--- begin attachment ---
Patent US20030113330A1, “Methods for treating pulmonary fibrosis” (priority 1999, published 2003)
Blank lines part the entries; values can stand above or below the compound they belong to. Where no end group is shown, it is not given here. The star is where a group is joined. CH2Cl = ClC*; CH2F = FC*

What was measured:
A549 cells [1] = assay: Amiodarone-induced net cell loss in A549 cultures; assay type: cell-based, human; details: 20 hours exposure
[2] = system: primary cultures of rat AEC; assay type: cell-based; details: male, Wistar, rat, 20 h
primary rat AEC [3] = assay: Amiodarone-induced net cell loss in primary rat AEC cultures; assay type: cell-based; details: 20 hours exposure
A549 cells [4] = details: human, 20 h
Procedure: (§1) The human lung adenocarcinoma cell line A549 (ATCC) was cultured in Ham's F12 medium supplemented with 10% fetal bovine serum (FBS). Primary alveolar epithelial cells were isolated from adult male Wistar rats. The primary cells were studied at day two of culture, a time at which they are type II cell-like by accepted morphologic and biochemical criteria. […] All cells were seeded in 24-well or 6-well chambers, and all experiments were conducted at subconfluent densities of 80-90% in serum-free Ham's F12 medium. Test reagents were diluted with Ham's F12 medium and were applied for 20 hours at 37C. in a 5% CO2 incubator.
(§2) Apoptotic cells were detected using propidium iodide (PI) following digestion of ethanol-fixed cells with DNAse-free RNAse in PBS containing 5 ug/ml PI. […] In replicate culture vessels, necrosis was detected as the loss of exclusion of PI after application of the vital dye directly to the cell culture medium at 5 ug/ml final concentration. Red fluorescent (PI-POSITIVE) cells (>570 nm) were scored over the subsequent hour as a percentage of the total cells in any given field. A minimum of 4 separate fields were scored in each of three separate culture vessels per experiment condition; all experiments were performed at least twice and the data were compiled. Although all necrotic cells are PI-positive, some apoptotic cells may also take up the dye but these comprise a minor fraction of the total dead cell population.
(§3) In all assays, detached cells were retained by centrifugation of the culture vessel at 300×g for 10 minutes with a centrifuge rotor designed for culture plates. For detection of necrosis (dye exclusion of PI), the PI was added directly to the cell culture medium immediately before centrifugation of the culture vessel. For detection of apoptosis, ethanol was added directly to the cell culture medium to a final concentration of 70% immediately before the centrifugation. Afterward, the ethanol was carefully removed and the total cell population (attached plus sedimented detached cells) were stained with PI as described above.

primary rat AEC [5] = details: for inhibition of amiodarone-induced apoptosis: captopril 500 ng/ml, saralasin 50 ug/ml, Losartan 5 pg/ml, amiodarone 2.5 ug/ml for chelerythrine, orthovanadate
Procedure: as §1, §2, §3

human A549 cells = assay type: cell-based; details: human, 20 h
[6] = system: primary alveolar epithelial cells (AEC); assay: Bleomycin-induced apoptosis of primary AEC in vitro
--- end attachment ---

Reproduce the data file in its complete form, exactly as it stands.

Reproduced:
Patent US20030113330A1, “Methods for treating pulmonary fibrosis” (priority 1999, published 2003)
Blank lines part the entries; values can stand above or below the compound they belong to. Where no end group is shown, it is not given here. The star is where a group is joined. CH2Cl = ClC*; CH2F = FC*

What was measured:
A549 cells [1] = assay: Amiodarone-induced net cell loss in A549 cultures; assay type: cell-based, human; details: 20 hours exposure
[2] = system: primary cultures of rat AEC; assay type: cell-based; details: male, Wistar, rat, 20 h
primary rat AEC [3] = assay: Amiodarone-induced net cell loss in primary rat AEC cultures; assay type: cell-based; details: 20 hours exposure
A549 cells [4] = details: human, 20 h
Procedure: (§1) The human lung adenocarcinoma cell line A549 (ATCC) was cultured in Ham's F12 medium supplemented with 10% fetal bovine serum (FBS). Primary alveolar epithelial cells were isolated from adult male Wistar rats. The primary cells were studied at day two of culture, a time at which they are type II cell-like by accepted morphologic and biochemical criteria. […] All cells were seeded in 24-well or 6-well chambers, and all experiments were conducted at subconfluent densities of 80-90% in serum-free Ham's F12 medium. Test reagents were diluted with Ham's F12 medium and were applied for 20 hours at 37C. in a 5% CO2 incubator.
(§2) Apoptotic cells were detected using propidium iodide (PI) following digestion of ethanol-fixed cells with DNAse-free RNAse in PBS containing 5 ug/ml PI. […] In replicate culture vessels, necrosis was detected as the loss of exclusion of PI after application of the vital dye directly to the cell culture medium at 5 ug/ml final concentration. Red fluorescent (PI-POSITIVE) cells (>570 nm) were scored over the subsequent hour as a percentage of the total cells in any given field. A minimum of 4 separate fields were scored in each of three separate culture vessels per experiment condition; all experiments were performed at least twice and the data were compiled. Although all necrotic cells are PI-positive, some apoptotic cells may also take up the dye but these comprise a minor fraction of the total dead cell population.
(§3) In all assays, detached cells were retained by centrifugation of the culture vessel at 300×g for 10 minutes with a centrifuge rotor designed for culture plates. For detection of necrosis (dye exclusion of PI), the PI was added directly to the cell culture medium immediately before centrifugation of the culture vessel. For detection of apoptosis, ethanol was added directly to the cell culture medium to a final concentration of 70% immediately before the centrifugation. Afterward, the ethanol was carefully removed and the total cell population (attached plus sedimented detached cells) were stained with PI as described above.

primary rat AEC [5] = details: for inhibition of amiodarone-induced apoptosis: captopril 500 ng/ml, saralasin 50 ug/ml, Losartan 5 pg/ml, amiodarone 2.5 ug/ml for chelerythrine, orthovanadate
Procedure: as §1, §2, §3

human A549 cells = assay type: cell-based; details: human, 20 h
[6] = system: primary alveolar epithelial cells (AEC); assay: Bleomycin-induced apoptosis of primary AEC in vitro